Kashmir’s security situation has gradually worsened since Prime Minister Narendra Modi took power in 2014, data show, raising a question mark over his hard-line Kashmiri policy.

Last August, India revoked a 70-year-old constitutional provision, Article 370, which guaranteed a limited autonomy to the disputed region – home to about 12 million people.

India’s Hindu nationalist government also rushed thousands of additional troops to the region, which is already believed to host more than half a million Indian forces, making it one of the world’s most militarised zones in the world.

Most of the pro-freedom leaders, as well as a large number of pro-India leaders including former Chief Minister Mehbooba Mufti, remain in jail since last year’s decision to strip Kashmir’s special status and impose a strict military and communication clampdown.

An internet shutdown was lifted in February but Kashmir is still deprived of high-speed internet. Government has defended its decision saying the internet would be used to organise protests against the government.

New Delhi’s decision to disband the local legislative body has also alienated sections of politicians who were previously loyal to New Delhi.

‘Deepening the alienation’

“At this time, Jammu and Kashmir is one of those last corners of the world where normal political processes and institutions are under suspension. People don’t have participation in the decision-making process, the most basic of any democratic societies,” Zafar Choudhary, a political analyst based in Jammu region, told Al Jazeera.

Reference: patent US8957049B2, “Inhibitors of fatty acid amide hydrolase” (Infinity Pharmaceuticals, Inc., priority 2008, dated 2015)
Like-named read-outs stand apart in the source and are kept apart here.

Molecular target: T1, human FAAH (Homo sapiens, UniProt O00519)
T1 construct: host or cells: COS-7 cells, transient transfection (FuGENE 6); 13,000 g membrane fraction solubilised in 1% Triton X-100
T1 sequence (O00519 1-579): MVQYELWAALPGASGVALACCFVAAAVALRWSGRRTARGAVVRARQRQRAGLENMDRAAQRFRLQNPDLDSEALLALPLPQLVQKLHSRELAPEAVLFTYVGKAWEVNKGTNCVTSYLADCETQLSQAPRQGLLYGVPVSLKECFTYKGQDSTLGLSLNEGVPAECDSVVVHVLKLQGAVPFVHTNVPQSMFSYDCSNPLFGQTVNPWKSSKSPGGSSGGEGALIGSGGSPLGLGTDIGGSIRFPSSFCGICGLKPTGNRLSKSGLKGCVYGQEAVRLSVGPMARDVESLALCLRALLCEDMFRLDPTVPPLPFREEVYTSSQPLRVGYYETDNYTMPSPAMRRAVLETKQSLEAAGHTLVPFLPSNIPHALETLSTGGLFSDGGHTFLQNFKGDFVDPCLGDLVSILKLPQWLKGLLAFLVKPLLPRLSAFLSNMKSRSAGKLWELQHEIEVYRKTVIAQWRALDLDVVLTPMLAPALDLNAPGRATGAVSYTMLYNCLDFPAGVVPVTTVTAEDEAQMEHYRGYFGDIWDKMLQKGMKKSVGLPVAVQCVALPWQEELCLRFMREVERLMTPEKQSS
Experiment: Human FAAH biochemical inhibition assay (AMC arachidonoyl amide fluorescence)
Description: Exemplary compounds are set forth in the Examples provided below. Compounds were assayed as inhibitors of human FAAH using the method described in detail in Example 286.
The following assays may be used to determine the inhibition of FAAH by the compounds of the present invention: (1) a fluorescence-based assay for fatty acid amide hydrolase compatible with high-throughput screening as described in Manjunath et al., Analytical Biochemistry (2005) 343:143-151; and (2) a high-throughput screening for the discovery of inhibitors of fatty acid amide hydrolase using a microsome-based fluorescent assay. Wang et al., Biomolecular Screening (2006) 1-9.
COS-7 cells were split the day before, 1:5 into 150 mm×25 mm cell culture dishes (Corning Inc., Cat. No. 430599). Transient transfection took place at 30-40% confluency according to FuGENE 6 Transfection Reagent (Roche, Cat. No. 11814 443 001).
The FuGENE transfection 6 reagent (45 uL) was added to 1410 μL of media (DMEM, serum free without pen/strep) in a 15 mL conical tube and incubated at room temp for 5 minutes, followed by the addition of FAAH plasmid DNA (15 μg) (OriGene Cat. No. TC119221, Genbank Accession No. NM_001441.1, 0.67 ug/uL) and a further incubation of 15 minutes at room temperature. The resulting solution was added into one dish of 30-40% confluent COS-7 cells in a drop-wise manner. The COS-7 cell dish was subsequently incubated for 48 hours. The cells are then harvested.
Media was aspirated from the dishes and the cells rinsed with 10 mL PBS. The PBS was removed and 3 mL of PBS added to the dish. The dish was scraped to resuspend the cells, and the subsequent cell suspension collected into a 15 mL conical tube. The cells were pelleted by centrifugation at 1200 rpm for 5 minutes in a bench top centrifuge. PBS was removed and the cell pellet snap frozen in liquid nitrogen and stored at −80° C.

epa08499939 Indian army soldiers return from the site of a gunfight with separatist militants in Srinagar, the summer capital of the union territory of Jammu and Kashmir, 21 June 2020. Three militants

Kashmir is one of the most militarised regions of the world [EPA]

Zafar said that amid a political vacuum, New Delhi has been pushing for “unprecedented constitutional changes” in the region. “And new policy decisions of massive repercussions, such as domicile law continue to surprise people,” he said.

Kashmiris fear the domicile law is a tool to bring about demographic change in India’s only Muslim-majority region. The law had previously barred outsiders from other Indian states from buying land and settling in Kashmir. Last week, up to 25,000 outsiders were granted residency in the disputed region, which is also claimed by Pakistan. Both countries govern parts of the Himalayan region.

Zafar, who is also the editor of news website The Dispatch, said New Delhi’s policy of assimilating Kashmir with the rest of India is having the opposite impact. “These are proving to be materials of further deepening the alienation,” he said.

Last year’s security lockdown also devastated the region’s main export produce – apple – while hopes of a revival of economic activity this year were dashed by coronavirus restrictions.

Meanwhile, the military offensive has continued even as the region battles the global pandemic.